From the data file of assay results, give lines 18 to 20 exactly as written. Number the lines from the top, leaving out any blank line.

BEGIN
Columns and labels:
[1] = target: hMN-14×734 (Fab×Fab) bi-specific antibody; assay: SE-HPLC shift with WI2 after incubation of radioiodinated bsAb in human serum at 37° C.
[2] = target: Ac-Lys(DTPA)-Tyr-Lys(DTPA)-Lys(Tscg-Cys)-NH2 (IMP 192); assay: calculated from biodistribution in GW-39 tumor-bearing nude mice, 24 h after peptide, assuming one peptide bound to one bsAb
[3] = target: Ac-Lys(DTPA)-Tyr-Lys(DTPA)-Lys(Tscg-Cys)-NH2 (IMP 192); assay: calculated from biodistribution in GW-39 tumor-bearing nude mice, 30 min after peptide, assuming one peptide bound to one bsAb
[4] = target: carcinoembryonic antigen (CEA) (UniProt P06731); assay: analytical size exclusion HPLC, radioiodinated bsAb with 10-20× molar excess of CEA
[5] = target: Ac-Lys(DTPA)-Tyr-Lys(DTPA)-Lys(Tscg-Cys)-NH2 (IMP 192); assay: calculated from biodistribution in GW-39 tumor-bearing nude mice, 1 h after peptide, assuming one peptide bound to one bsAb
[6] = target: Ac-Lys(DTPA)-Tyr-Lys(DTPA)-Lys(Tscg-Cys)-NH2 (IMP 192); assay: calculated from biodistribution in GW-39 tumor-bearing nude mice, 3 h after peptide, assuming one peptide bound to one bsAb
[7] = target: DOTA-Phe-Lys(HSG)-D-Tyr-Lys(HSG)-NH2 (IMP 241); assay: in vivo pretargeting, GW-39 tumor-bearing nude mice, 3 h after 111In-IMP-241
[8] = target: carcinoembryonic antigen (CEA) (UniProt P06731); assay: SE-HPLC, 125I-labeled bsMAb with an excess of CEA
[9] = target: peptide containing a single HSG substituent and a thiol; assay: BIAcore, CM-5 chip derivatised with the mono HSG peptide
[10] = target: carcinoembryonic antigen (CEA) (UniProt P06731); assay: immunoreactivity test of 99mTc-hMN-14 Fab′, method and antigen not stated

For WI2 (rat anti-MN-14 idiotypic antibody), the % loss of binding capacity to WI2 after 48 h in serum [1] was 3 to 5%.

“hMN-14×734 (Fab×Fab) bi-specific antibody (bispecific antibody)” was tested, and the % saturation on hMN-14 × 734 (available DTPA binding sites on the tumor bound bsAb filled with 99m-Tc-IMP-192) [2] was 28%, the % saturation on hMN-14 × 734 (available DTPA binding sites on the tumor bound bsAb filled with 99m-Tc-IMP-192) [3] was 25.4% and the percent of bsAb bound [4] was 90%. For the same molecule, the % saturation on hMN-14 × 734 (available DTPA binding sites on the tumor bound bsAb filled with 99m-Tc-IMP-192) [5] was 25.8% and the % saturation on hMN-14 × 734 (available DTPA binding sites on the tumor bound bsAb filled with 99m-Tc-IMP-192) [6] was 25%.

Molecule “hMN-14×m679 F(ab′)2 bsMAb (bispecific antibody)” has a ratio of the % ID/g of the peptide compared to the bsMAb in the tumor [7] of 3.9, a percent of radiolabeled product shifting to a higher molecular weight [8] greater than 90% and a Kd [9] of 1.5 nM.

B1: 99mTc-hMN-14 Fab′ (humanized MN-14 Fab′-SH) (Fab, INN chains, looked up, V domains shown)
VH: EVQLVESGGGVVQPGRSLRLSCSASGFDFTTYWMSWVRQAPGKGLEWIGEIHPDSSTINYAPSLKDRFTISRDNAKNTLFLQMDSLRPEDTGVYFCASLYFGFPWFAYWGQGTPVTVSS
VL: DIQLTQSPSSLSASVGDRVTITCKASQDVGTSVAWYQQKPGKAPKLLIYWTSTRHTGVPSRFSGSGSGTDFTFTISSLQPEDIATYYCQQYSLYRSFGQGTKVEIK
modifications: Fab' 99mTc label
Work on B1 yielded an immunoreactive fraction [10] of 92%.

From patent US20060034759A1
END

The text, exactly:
modifications: Fab' 99mTc label
Work on B1 yielded an immunoreactive fraction [10] of 92%.

From patent US20060034759A1